Johnny Depp’s Tonto misstep: Race and “The Lone Ranger”
Johnny Depp has tossed on a lot of outlandish costumes in his long career. In the "Pirates of the Caribbean" franchise, he plays a buccaneer; in "Dark Shadows," a vampire; in "Charlie and the Chocolate Factory," an androgynous confectioner.
And with today's new release "The Lone Ranger," he's adding "American Indian" to the pile of personas he's tried on -- and scholars of American Indian history are not pleased.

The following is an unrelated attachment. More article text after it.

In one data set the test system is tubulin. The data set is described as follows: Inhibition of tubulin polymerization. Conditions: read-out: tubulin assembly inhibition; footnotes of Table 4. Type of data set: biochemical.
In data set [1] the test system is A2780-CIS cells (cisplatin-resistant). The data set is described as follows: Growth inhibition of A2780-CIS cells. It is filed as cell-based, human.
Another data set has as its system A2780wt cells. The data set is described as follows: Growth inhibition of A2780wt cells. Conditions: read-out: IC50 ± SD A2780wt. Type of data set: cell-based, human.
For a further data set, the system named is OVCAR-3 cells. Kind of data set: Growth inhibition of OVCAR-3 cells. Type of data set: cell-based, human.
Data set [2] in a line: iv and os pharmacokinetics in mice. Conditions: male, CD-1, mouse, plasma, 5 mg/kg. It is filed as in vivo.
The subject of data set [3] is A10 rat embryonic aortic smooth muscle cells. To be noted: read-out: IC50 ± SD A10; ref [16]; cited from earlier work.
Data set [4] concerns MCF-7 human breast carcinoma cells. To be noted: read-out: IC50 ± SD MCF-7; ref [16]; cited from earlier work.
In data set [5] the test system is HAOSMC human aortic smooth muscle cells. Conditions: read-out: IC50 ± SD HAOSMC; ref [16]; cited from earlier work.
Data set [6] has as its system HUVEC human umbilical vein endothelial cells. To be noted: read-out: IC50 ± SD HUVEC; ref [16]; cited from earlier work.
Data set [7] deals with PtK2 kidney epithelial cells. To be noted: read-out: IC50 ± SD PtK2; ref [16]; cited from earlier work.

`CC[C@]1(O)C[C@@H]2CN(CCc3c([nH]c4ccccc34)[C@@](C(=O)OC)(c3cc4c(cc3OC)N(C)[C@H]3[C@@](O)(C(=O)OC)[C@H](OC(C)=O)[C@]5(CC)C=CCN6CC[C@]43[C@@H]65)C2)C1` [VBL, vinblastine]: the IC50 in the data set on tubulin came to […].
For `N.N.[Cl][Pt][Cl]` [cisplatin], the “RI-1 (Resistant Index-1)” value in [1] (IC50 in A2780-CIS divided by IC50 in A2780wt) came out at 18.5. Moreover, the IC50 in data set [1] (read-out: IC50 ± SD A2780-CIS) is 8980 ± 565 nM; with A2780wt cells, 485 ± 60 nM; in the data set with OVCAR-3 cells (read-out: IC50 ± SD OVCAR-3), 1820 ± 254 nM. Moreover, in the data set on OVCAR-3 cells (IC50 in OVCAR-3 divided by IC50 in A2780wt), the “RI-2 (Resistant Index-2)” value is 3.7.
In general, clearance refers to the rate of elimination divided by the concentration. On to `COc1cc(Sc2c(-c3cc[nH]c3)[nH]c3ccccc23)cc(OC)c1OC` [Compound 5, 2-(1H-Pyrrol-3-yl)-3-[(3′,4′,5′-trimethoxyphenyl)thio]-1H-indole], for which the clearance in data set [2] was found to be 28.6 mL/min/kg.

Depp, who has claimed in the past to have Indian heritage (a claim that Indian Country Today, a media network for the American Indian community, has contested), is playing Tonto, one of the longest-running Indian characters in American media. It's also an intensely problematic one. Depp, who was adopted into the Comanche Nation after signing on to "The Lone Ranger," claims that his role is a "salute" to American Indians, and "Smoke Signals" director Chris Eyre, an American Indian, has said, "I completely respect Johnny Depp for making this movie happen and for him to try and rewrite Tonto for a new generation." Some critics, including Salon's Andrew O'Hehir, have found bright spots in the film even while acknowledging the problems inherent in its casting. Depp has screened the film for the Comanche nation -- with many leaders of various tribes in attendance -- and Disney donated proceeds from the Los Angeles premiere to the American Indian College Fund.